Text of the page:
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Archive: January, 2007

AGO and Iskowitz Foundation Partner To Recognize Canadian Artists

January 26th, 2007

The Gershon Iskowitz Foundation and the Art Gallery of Ontario are joining forces to raise awareness of the visual arts in Canada with the renaming of an award established by the foundation 20 years ago.

The Gershon Iskowitz Prize at the AGO, administered by the foundation, will continue to recognize the contributions of Canadian artists and include an exhibition of the recipients’ work at the AGO, accompanied by a publication. In addition, the AGO will become home to the archives of expressionist painter Gershon Iskowitz (1921-1988), which includes sketchbooks, early works on paper and memorabilia.

Gershon Iskowitz at Art Gallery of Ontario Exhibition, 1982
© Art Gallery of Ontario 2007

Created by Iskowitz in 1985 to acknowledge significant contributions by Canadian artists, the prize is awarded by a selection committee that will now include an AGO curator. Past recipients of the $25,000 prize include Janet Cardiff and George Burns Miller, Stan Douglas, Max Dean, Vera Frenkel, Rodney Graham and John Massey.

"Gershon recognized the importance of grants in the evolution of artists," says foundation chair Jeanette Hlinka. "It was a grant that enabled him to achieve his distinctive style. By partnering with the AGO, we elevate the prize’s stature and strengthen the commitment of both organizations to Canadian art and artists."

"The addition of the Iskowitz archives to our collection is a jewel in our crown," says Matthew Teitelbaum, the AGO’s Michael and Sonja Koerner director, and CEO. "We are now the study centre for Gershon Iskowitz, as we are for a number of other important Canadian artists including Michael Snow, Paterson Ewen, Betty Goodwin, Greg Curnoe, Jack Bush and Kazuo Nakamura." The archives complement the 60 Iskowitz works already in the AGO collection – the largest holding of any Canadian museum.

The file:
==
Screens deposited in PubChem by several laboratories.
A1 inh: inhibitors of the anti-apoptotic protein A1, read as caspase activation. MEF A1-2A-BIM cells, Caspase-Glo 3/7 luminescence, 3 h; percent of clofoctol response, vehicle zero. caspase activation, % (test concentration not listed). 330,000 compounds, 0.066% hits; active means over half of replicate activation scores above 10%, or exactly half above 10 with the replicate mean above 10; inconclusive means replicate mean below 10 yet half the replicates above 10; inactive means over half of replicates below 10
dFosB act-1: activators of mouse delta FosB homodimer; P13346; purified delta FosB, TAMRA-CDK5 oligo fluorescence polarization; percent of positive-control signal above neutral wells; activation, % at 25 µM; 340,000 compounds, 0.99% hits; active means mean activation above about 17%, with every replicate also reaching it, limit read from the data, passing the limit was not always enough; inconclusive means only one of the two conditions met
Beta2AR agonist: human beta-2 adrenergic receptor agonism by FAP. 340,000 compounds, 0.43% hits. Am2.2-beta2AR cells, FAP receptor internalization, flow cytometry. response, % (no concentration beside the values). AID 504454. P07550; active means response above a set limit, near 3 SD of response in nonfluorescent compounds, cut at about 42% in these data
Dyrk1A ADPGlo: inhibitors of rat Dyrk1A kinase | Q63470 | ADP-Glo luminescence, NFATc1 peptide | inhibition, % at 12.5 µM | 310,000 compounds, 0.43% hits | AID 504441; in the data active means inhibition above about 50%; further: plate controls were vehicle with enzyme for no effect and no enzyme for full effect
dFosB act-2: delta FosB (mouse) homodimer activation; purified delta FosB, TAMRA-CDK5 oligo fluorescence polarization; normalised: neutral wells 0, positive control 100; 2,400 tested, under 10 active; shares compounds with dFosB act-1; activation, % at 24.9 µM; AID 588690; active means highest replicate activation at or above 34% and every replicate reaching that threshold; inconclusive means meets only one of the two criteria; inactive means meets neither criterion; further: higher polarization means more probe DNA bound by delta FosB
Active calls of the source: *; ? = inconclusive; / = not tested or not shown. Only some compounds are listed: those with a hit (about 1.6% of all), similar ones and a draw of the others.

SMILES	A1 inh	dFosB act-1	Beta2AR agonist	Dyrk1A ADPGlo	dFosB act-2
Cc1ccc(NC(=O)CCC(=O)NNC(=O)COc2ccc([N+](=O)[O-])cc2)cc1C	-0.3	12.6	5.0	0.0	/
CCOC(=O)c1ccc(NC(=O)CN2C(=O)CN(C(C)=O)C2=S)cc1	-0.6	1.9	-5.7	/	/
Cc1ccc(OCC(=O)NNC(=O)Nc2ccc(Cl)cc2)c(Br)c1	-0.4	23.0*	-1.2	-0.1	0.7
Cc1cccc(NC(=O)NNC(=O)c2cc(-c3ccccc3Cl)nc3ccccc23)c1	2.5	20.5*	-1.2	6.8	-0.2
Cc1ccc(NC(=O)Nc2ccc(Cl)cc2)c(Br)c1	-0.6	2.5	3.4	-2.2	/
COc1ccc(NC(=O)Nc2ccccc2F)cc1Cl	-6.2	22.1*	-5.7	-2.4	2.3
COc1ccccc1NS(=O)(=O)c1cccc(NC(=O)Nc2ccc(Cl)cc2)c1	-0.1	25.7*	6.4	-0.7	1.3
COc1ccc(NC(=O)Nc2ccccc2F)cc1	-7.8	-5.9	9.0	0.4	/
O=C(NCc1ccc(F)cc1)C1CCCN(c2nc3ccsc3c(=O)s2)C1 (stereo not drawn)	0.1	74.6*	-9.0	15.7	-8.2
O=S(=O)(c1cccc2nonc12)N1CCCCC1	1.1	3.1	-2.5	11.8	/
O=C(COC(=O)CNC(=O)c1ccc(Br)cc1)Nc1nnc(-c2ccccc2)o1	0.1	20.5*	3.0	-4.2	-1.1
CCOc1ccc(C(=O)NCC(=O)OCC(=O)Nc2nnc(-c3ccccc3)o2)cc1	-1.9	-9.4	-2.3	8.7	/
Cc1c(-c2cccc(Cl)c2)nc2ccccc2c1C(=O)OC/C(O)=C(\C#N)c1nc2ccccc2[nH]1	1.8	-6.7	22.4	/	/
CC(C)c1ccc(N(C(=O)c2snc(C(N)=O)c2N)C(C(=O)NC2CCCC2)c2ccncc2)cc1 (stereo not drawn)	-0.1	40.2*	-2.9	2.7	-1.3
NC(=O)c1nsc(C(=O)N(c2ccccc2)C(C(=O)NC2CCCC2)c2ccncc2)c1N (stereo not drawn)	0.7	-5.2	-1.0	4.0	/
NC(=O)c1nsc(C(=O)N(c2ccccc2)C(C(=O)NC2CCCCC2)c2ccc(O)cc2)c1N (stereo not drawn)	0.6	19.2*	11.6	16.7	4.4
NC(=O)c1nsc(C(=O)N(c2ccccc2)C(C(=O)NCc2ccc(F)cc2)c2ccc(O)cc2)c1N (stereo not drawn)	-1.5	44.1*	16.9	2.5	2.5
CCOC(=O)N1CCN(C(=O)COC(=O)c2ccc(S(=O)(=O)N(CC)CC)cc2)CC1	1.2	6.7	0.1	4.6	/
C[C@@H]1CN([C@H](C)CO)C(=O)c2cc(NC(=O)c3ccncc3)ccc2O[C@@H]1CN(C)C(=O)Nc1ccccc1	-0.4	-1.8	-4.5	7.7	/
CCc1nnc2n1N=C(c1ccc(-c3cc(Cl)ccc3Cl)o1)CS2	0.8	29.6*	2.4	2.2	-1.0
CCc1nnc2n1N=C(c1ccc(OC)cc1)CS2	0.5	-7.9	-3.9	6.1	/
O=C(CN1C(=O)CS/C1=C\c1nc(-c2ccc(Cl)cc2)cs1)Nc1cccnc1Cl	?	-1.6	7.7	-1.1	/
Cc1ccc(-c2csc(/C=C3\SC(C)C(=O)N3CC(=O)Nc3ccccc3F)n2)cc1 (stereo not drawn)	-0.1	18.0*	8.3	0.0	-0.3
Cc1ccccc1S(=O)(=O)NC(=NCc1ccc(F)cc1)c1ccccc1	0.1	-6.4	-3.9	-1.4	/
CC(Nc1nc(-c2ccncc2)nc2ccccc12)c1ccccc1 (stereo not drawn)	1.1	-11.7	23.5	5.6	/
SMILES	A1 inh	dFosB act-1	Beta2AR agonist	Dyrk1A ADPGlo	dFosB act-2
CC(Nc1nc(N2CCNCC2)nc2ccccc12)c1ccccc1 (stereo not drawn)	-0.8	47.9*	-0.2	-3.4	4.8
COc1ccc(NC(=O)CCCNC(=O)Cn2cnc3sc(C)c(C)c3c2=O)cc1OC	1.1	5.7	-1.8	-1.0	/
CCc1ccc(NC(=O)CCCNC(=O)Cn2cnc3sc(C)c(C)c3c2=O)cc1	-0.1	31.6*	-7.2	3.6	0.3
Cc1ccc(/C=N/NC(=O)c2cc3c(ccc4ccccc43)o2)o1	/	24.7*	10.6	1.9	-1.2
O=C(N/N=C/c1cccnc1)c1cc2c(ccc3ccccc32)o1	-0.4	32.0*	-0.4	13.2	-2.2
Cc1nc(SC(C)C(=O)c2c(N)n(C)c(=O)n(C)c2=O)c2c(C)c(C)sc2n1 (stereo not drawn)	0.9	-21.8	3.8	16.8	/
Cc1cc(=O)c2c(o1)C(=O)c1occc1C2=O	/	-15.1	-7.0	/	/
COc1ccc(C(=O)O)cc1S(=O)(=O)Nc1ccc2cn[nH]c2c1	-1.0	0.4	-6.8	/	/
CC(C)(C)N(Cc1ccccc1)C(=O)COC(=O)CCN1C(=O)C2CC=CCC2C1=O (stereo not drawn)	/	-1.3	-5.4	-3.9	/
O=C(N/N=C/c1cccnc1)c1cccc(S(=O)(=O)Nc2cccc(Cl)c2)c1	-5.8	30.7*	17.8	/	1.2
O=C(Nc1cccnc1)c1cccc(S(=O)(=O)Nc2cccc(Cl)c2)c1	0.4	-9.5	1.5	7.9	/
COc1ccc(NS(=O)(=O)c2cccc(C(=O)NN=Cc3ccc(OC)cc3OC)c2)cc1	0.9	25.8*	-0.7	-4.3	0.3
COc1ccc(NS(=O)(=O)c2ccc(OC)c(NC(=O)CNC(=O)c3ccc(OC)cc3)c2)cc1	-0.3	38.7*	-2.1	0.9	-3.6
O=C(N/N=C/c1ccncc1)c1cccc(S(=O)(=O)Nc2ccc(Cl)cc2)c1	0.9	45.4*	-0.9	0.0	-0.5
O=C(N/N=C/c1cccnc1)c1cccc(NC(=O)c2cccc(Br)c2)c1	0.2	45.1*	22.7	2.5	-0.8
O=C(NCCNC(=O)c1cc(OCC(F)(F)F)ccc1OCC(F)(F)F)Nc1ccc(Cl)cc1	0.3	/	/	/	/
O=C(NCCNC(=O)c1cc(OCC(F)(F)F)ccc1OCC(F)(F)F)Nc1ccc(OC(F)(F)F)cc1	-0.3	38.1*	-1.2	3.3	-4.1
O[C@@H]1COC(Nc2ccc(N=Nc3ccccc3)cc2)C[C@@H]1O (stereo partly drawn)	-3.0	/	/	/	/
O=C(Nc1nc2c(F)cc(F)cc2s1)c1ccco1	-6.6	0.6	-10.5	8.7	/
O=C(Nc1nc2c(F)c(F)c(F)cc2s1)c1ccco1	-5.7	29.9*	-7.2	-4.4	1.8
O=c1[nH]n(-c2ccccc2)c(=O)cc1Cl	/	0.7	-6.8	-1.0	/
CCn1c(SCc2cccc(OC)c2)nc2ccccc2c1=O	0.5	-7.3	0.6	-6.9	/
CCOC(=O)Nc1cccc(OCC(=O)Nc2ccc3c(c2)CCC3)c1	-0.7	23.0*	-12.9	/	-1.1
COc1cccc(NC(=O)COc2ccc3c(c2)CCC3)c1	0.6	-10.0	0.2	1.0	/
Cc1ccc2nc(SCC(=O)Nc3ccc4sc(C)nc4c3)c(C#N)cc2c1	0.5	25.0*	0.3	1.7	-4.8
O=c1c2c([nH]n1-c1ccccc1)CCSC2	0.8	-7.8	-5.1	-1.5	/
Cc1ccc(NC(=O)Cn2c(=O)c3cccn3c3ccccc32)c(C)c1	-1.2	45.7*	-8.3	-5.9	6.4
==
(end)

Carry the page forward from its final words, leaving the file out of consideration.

Born in Kielce, Poland in 1921, Iskowitz was a Second World War survivor who briefly studied painting with Oscar Kokoschka in Munich. In 1949 he immigrated to Canada, settled in Toronto and began painting landscapes of the city and Parry Sound. A grant from the Canada Council in 1967 enabled Iskowitz to formalize his expressionistic style. His works have been shown across Canada, the United States and Europe and are part of numerous collections, including the National Gallery of Canada, the Tel-Aviv Museum and the Fort Lauderdale Museum of Art.

The winner of the 2007 Gershon Iskowitz Prize at the AGO will be announced in the spring.

The Frum Family Donates Bernini Masterpiece to the AGO

January 11th, 2007

A rare sculpture from the Italian Baroque period, Gian Lorenzo Bernini’s Corpus, is being donated to the AGO by noted collector Murray Frum and his family.

is one of the largest bronzes by Bernini, measuring approximately 5 feet, 6 inches. One of the most significant Old Masters works still in private hands, the crucifix was cast around 1650. The Frum gift, which would be worth in excess of $50 million in the current market, is further distinguished by the fact that the artist created it expressly for himself.

Gian Lorenzo Bernini
Italian, 1598-1680
Corpus, around 1650
Height: 174.0 cm (68 ")
Gift of the Murray Frum Family, 2006
Photo Copyright: Salander – O’Reilly Galleries / Maggie Nimkin.
Collection, Art Gallery of Ontario, Toronto

To be unveiled in June at the AGO as part of its summer exhibition, Corpus will become the second Bernini sculpture in the Gallery’s permanent collection. A marble portrait bust of Pope Gregory XV, 1621, was donated to the AGO by Joey and Toby Tanenbaum in 1997. The National Gallery of Canada owns the only other Bernini sculpture in a Canadian public collection — a marble portrait bust of Maffeo Barberini, Pope Urban VIII, c. 1632, purchased in 1974.